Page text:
S-s-snake Plants

This week we are going to talk about this champion of a low-light houseplant. I was inspired by a fun and strange email I received, so I decided that it would be a great topic to talk about. Sansevieria trifasciata 'Snake Plants' or 'Mother-In-laws Tongue' are upright indoor houseplants with long knife-life leaves.


Snake Plants Wants & Needs


The plants are one of the easiest houseplants to take care of and are an excellent starter houseplant. Give one of these as a housewarming present to a friend and they will be thrilled with its indestructible nature. Their upright growth habit makes them excellent for high-traffic spots, dark corners and office spaces that are small. Depending on the variety they can grow to a height of 4' which definitely makes them a statement plant.


Snake Plants like low-light conditions away from direct sunlight. Additionally, they do not require frequent watering, so let the soil dry out between watering especially during the winter when they aren't growing. Fertilize your Snake Plant during the growing season with a liquid fertilizer like Schultz Houseplant food. Always follow the package instructions.

Even better, Snake Plants don't mind being root-bound and oftentimes you see them for sale in plastic pots that are slightly deformed. It is an indication that they need repotting, but they are hardy enough to withstand it.


Varieties


Like I mentioned above, these plants come in a variety of colours, shapes, and sizes. Here we are going to discuss some of the beautiful types available.


Sansevieria trifasciata 'Laurentii'


Sansevieria trifasciata 'Laurentii' - green and yellow houseplant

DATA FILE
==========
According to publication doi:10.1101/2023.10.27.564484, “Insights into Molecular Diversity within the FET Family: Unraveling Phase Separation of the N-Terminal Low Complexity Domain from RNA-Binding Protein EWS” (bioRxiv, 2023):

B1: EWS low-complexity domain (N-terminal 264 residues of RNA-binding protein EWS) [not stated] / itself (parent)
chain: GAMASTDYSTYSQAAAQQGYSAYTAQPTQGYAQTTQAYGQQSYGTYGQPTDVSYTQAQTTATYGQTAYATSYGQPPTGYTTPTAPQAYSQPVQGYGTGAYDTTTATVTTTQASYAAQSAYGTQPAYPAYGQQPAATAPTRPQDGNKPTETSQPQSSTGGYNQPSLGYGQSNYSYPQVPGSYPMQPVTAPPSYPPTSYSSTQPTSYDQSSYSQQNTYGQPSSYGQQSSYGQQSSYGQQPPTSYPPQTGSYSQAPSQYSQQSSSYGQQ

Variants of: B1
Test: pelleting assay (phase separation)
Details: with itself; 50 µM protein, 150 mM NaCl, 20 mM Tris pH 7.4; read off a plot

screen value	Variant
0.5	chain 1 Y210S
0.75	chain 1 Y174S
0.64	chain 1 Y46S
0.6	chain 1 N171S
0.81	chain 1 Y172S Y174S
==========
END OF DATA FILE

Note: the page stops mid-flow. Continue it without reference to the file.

8" pot size Sansevieria trifasciata 'Laurentii'

This variety is going to be the most common Snake Plant that you find in most garden centres. With their mottled green leaves with bright yellow outline, it highlights their straight upright growth habit. They are available in 4" all the way up to 10" pot sizes, with a typical height of 3'-4' in the largest sized pots.


Because they need to be watered infrequently, they are an excellent plant to have in decorative baskets such as these woven ones or belly baskets for sale in our store.








Sansevieria trifasciata 'Laurentii' - green and yellow houseplant in a basket
Sansevieria trifasciata 'Laurentii' are lovely in baskets


Sansevieria trifasciata 'Black Coral'


This variety of Snake Plant has unique colouration which is a matte silvery-green accented with almost black zebra stripes.

This variety also grows to a larger size of 3'-4'.


If you tend to overwater your plants, choose a pot with a drainage hole and line the bottom with rocks to improve the drainage. If Snake Plants are left soaking in water they will get root rot.












Sansevieria hahnii 'Dwarf Snake Plants' or 'Birds Nest Snake Plants'


These flat little Snake Plants grow in a flatter habit than their upright cousins. Some of them come variegated like the Laurentii, while others are a solid green. I like to group them in sets of three for interest. Another way to enjoy them would be as a plant at your desk. Their compact nature means they won't take up a lot of real estate in your workspace.



'Dwarf Snake Plants'

Sansevieria cylindrica


These unique Snake Plants have round succulent leaves which are stripped similarly to the 'Black Coral'. They come in a few varieties such as the 'Starfish' (left & centre image) and an upright variety which is sometimes braided for added interest.




Sansevieria sayuri

Sayuri are one of the least common Snake Plants we get in. With their stunning striped leaves which are light green, silvery-white they truly stand out. They have a slightly less rigid growth habit and their leaves can spill over a little. Like their cousins 'Laurentii' and 'Black Coral' these beautiful plants are between 3' and 4' when we sell them in-store, so you don't have to wait for them to get large to make a statement.


There are over 70 different types of Snake Plants on the market, so we truly did just scratch the surface. But if you are looking for a hardy, beginner-friendly houseplant, these are your best bet!


By Heather Youl


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